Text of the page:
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Comments of the Week: How Do You Solve a Problem Like Porn?

Wed, Oct 27, 2010

Comment of the Week, Confessions

photo by TheNaughtyAmerican.com

An interesting debate among commenters (and in Johnny’s case, with himself) about the good and bad of porn (plus, a lesson in “literature” vs. “research”) from the post “Wise Guys: My Girlfriend Thinks Porn-Viewing Is a Dealbreaker“:

  1. Crimsonia Says:
    October 21st, 2010 at 12:19 pm …the industry is not all about the misogynistic exploitation of women, but rather … it CAN be very liberating for all person’s involved.

  2. johnny Says:
    October 21st, 2010 at 1:17 pm ^I’d say it’s about exploitation of the performers, male and female, pretty much most of the time. Many scenes may not DEPICT exploitation as part of the sex, but behind the scenes those women and men are sex workers, which means they’re usually either drug addicts or fucked in the head.Before anyone take offense to that, look up the lit correlating sex work with mental illness and drug addiction. It’s gross.

    I’m sure there are many examples of individuals in the sex trade who are perfectly healthy in their minds and bodies and are just entreprenurial spirits who love sex.

    But give me a break. Like professional wrestlers, sex workers die young with alarming predictability. HIV, overdose, suicide, murder, car wrecks… Look up a list of dead porn stars and why they’re dead. Then tell me of any other legal line of work that’s anywhere near that likely to end in tragedy sooooooo often.

    As for the exploiters, at the very top they’re big bazillionaire businessmen – think they got that way playing nice? They don’t give a shit. To them porn is a product measured with numbers.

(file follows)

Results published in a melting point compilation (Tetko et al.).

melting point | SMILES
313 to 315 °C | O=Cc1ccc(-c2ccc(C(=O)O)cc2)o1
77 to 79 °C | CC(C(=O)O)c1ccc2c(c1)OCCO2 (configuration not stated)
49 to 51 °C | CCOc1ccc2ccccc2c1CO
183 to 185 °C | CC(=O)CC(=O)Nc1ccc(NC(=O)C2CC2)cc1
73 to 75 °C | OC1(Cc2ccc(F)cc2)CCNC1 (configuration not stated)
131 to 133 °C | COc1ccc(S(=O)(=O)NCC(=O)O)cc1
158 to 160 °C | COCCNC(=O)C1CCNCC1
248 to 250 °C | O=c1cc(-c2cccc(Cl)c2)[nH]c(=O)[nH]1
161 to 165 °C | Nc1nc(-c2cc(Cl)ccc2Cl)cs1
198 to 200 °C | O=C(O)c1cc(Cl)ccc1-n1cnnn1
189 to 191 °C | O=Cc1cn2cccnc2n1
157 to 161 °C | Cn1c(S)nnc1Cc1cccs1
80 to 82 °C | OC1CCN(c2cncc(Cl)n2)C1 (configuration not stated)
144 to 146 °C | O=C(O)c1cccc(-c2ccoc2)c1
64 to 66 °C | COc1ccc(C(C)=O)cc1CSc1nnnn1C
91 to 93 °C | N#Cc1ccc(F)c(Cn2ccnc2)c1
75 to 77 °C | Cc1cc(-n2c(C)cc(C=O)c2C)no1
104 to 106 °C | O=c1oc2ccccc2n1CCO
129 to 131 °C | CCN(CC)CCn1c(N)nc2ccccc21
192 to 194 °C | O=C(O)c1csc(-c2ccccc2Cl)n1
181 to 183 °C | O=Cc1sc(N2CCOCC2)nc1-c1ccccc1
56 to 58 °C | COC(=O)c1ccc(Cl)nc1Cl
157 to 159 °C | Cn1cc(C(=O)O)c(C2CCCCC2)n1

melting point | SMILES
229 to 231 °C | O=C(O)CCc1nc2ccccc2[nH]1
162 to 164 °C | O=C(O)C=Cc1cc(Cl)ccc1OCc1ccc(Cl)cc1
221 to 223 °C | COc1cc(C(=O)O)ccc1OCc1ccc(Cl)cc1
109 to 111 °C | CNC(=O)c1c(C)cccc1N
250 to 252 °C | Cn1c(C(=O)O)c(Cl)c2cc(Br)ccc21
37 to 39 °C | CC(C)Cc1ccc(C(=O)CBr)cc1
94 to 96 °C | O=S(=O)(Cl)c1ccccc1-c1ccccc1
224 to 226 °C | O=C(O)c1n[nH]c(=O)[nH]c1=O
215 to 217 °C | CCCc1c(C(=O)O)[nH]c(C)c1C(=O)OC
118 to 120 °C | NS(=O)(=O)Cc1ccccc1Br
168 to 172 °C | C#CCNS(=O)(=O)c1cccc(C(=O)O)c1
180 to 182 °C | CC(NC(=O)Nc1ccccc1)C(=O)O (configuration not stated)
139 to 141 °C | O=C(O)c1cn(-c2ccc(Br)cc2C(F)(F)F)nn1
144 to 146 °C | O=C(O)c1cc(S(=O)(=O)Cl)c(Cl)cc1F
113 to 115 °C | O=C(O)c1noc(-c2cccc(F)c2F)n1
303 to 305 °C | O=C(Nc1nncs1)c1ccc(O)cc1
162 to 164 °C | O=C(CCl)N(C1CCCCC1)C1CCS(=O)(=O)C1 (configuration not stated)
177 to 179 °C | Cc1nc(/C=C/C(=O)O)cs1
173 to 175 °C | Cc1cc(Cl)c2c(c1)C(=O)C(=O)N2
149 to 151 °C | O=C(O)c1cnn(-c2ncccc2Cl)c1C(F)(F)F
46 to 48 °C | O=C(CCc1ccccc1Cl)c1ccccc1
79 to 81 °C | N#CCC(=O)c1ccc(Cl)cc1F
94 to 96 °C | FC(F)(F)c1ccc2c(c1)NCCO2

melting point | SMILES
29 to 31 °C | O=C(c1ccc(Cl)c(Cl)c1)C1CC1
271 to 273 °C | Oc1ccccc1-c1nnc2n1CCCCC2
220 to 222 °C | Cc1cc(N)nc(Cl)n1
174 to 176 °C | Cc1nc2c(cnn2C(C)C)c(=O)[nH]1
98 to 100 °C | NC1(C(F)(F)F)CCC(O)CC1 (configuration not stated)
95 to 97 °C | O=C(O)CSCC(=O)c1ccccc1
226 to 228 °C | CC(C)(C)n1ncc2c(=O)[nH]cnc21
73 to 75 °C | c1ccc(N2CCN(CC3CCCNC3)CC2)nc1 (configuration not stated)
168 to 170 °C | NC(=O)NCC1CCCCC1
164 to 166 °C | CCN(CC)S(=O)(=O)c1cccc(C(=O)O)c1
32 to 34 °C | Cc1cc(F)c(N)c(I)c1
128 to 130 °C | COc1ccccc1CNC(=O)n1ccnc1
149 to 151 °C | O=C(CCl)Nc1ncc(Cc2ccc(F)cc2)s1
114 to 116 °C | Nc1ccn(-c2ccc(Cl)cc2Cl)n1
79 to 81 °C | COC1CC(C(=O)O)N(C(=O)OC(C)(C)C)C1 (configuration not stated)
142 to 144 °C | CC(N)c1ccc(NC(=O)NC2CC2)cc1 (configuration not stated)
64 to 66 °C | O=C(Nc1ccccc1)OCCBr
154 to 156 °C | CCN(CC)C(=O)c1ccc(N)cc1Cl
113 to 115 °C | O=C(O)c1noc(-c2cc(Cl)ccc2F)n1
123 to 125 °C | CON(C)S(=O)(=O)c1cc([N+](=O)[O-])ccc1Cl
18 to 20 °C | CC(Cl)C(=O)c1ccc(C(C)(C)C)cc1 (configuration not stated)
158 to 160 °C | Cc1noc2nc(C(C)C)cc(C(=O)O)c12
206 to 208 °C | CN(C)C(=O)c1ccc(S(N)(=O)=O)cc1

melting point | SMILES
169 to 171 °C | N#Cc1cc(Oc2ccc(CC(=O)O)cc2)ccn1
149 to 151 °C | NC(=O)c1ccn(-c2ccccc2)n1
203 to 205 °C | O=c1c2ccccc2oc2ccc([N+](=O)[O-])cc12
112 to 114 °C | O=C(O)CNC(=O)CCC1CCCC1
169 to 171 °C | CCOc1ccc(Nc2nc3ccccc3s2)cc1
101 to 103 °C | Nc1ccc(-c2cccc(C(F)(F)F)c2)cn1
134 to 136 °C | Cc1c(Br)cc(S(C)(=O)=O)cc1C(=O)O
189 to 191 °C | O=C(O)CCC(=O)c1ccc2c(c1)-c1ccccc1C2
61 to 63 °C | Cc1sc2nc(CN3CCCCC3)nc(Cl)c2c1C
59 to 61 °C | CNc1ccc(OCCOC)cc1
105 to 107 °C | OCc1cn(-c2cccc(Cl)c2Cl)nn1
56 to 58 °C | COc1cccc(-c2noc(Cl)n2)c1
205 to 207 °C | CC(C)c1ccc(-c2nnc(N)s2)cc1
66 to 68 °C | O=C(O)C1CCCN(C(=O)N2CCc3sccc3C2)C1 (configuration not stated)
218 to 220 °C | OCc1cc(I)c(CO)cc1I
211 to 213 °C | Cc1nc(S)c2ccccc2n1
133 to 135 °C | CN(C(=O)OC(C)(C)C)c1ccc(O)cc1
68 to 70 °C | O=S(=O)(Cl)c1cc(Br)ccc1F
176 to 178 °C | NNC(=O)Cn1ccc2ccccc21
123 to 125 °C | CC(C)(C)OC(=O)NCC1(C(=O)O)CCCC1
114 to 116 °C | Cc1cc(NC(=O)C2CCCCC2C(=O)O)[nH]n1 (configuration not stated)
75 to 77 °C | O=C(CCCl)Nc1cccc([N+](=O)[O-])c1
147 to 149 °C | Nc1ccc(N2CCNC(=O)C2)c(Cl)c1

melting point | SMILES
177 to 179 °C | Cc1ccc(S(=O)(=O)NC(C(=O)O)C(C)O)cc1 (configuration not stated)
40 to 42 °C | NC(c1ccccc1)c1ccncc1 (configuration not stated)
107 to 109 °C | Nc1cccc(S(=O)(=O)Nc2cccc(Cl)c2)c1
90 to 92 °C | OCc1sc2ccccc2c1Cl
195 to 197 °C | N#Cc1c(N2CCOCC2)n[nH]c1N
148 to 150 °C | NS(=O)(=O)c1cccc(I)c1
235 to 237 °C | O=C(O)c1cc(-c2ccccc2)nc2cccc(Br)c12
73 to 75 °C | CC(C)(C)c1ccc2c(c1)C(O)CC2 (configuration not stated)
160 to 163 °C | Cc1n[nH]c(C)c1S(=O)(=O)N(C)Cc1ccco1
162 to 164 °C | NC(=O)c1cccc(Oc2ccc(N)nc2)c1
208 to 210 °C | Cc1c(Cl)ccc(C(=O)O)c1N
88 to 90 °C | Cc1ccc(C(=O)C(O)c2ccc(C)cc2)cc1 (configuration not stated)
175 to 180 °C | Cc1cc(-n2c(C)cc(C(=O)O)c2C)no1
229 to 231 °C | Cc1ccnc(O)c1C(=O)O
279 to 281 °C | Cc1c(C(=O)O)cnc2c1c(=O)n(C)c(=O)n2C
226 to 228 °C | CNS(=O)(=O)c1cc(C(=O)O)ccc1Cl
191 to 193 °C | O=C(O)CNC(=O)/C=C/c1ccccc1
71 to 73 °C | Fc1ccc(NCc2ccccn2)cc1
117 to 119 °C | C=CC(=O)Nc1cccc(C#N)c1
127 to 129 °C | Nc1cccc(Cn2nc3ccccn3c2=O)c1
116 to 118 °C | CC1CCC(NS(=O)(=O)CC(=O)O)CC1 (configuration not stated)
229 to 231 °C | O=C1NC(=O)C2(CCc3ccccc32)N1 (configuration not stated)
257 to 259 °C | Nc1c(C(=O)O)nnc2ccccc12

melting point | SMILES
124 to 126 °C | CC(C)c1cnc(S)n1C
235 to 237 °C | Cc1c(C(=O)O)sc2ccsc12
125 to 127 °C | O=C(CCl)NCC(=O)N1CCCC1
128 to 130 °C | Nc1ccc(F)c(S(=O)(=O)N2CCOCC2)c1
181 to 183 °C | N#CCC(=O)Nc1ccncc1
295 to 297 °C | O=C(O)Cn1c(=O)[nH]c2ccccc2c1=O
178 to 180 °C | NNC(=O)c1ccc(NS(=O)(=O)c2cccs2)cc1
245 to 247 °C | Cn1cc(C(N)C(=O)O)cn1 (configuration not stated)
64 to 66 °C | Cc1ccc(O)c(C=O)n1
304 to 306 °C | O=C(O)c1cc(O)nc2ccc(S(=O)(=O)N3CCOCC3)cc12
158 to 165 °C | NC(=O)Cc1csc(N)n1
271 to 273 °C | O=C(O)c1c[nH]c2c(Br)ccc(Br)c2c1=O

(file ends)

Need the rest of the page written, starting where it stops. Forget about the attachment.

The question for the individual consumer is one of hormones versus morals. Some people don’t care what bad choices other consenting adults make. Some people don’t like the shady side of porn, but can’t deny that it turns them on, so they assuage their guilt by looking at softer-core porn. And some people just hate everything about it.

    Jeez, I think I just talked myself out of liking porn.

  3. Madamoiselle L Says:
    October 21st, 2010 at 2:36 pm …Do you have links to this “literature?” Or what most would call research. I’d like to see it. I don’t see porn stars dying from “car wrecks (really?), drug overdose, HIV etc” anymore than anyone else in the Entertainment Industry. If you can provide actual Evidence Based Research to prove your point, I’d read it. Somebody’s opinion, from a Church Group or something does NOT count as “research.” Just so you know. Data, studies, P values, longitudinal will suffice.

  4. kate Says:
    October 21st, 2010 at 8:48 pm I know this isn’t the point of your post, but ‘literature’ is a legitimate term for peer reviewed journal articles. I’m studying towards a PhD and in the department we would always say literature, not research.

  5. Johnny Says:
    October 22nd, 2010 at 8:55 am …By lit, like kate said, I do mean peer-reviewed academic publication, that I got from my college library for a psych paper years ago. I could probably find it again if I tried, and if I do, I’ll post it for you.But that was talking about sex workers in general, not porn stars specifically. My info there is more anecdotal. My macabre interest in who’s a dead porn star began when I discovered, a couple of times, that women I was wanking to regularly had been dead of something horrible for 2 years, although she was 5 years younger than me.So I googled “dead porn stars” and was shocked at what I found. Like 10 women whose work I “admired” were dead of the causes I listed above, and those are just the ones I was familiar with – there were many, many more.

    Obviously porn itself is not responsible for drunken car wrecks or overdoses. I guess my point was that these people are chronic bad decision makers, usually because they’ve got major issues, and here’s this industry that’s more than willing to step in and make a buck off that.

    Not to mention the threat of HIV, of which I think there have been 19 cases in the U.S. industry since 2004.

    Maybe I’m just getting old or something, but the scuzziness of the porn industry is getting harder to ignore. That’s not to say I won’t watch it anymore – to be honest, the train-wreck aspect of it is arousing (hey, screw it – I’m not afraid of my own fantasies). But maybe with time I’ll get there.

 

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